Abraham Lincoln is a world historical figure whose legacy continues to exert powerful influence to this day. Protesters against injustice all around the world have taken up his famous notion of “government of the people, by the people, for the people” – in Hungary in 1956, Tehran in 1979, and Tiananmen Square in 1989. Leo Tolstoy, during the 1909 centennial celebration of Lincoln’s birth, described him as “a humanitarian as broad as the world”. To Gandhi, he was a true cosmopolitan who “regarded the whole world as his native land”. Several African countries put his image on postage stamps as soon as they had freed themselves from colonial rule and he was looked on as a model by Nelson Mandela. Jawaharlal Nehru kept a brass mold of Lincoln’s right hand near him while Mao respected and admired the “Great Emancipator”.
Despite his tremendous historical stature, little research has been done on international perceptions of Lincoln. This conference will therefore concentrate on the reception of Lincoln as a politician, thinker, and moral example beyond the United States. Even in the midst of war, Lincoln recognized that the abolition of slavery, the preservation of the Union, and the survival of a democratic government in the United States would have worldwide repercussions. He also understood how severely the “peculiar institution” of slavery com-promised America’s international standing and undermined the nation’s constitutional principles.
Questions that this conference will address include, but are not limited to the following topics:
- How, why, and in what historical contexts have Lincoln’s notions of political equality inspired reformist and revolutionary leaders in widely different societies worldwide?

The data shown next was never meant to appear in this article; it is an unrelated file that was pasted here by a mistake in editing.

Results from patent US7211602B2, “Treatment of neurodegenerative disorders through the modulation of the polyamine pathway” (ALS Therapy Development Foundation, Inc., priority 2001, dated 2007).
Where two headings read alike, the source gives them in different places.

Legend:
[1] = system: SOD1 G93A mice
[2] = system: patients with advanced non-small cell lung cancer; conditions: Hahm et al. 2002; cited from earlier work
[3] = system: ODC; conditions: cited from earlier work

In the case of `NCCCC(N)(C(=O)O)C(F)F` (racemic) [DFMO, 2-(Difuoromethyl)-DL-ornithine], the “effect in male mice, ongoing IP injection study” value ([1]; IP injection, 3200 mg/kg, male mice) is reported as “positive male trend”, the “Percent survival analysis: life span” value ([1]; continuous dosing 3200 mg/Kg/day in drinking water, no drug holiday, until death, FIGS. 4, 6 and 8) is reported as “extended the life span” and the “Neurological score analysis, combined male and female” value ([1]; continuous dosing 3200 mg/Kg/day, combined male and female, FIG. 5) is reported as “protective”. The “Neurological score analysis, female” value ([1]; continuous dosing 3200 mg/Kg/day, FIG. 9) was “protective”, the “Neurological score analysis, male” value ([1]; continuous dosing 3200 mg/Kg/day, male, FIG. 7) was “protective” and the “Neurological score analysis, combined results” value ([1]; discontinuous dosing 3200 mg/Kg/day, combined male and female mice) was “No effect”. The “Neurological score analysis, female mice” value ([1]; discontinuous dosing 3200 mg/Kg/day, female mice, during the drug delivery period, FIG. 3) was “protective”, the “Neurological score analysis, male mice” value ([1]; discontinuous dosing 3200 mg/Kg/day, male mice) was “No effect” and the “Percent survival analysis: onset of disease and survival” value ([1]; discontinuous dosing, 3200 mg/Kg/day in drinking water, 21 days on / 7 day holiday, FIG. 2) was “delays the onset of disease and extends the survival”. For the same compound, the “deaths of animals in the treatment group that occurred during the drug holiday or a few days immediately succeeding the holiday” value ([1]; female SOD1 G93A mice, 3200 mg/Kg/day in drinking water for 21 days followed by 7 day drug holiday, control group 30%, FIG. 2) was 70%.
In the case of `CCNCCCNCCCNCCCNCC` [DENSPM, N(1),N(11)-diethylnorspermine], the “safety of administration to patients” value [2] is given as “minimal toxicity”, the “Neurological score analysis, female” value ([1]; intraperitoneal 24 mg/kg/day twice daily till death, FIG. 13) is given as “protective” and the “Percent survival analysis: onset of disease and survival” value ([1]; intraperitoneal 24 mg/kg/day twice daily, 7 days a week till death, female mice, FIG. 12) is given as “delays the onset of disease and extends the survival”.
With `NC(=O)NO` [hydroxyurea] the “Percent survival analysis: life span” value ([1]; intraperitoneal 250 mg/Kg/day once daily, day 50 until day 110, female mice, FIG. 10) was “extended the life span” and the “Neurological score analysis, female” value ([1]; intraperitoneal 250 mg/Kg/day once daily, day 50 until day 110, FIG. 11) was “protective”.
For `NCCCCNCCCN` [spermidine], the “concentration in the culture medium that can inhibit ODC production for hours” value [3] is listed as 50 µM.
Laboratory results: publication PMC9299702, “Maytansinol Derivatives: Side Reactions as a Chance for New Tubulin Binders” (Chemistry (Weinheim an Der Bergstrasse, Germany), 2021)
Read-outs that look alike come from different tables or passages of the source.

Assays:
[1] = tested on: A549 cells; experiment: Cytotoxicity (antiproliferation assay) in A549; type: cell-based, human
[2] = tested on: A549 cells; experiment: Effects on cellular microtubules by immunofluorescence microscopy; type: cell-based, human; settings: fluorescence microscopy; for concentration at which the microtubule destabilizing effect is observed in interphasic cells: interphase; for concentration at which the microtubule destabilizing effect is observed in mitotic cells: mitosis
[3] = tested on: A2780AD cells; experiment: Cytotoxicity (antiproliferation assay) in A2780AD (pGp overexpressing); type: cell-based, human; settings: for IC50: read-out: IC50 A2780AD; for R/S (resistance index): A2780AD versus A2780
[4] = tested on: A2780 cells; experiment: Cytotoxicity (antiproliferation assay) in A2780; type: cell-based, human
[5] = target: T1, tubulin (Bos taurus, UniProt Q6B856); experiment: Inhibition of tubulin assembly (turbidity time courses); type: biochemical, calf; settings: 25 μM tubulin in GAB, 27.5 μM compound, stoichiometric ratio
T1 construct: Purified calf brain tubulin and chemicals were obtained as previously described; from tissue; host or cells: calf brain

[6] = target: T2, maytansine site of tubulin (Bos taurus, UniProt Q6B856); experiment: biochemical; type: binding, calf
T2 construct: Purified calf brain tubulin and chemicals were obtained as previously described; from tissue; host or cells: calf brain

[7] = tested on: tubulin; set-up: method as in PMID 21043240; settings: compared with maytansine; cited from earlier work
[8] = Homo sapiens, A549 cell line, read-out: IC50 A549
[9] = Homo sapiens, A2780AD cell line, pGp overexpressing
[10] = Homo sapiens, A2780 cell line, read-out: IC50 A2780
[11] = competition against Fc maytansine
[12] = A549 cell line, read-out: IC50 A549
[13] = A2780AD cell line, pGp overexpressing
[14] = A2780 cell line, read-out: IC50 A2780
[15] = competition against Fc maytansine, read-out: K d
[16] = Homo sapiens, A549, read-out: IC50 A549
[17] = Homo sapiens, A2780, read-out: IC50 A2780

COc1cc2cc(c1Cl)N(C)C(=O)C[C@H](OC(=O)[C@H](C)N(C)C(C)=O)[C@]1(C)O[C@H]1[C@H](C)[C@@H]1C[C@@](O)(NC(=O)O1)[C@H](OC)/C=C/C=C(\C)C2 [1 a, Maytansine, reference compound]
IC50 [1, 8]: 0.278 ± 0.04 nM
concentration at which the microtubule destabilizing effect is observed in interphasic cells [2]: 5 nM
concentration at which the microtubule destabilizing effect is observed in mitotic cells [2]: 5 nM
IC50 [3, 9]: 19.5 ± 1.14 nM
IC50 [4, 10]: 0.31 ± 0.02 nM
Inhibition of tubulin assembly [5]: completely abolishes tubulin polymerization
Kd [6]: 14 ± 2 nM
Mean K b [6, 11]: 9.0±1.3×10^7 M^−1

- What significance should we attach to the fact that his international reputation began to grow sharply after 1945—that is, just when former European colonies were asserting their independence?
- Did Lincoln’s legacy influence or even hasten the decolonization process?
- How have the image and iconography of Lincoln been used to advance human rights in Africa, South and Central America, and elsewhere?
- What do these perceptions of Lincoln tell us about those producing these images and symbols?
- Has this self-made man and martyred president been perceived as a representative of the American dream or as a universal prophet of freedom and brotherhood?
Please send a proposal of no more than 300 words and a brief CV to Christa Brown at C.Brown@ghi-dc.org (fax: 202-483-3430). The deadline for submission is May 1, 2007. Participants will be notified by mid-June at the latest.
The conference will be held in English and focus on the discussion of precirculated papers of about 7,000 to 8,000 words (due by September 15, 2007). The GHI will cover the cost of travel and accommodations for participants. Please send inquiries to Uwe Luebken (firstname.lastname@example.org).
German Historical Institute
1607 New Hampshire Avenue, N.W.
Washington, D.C. 20009
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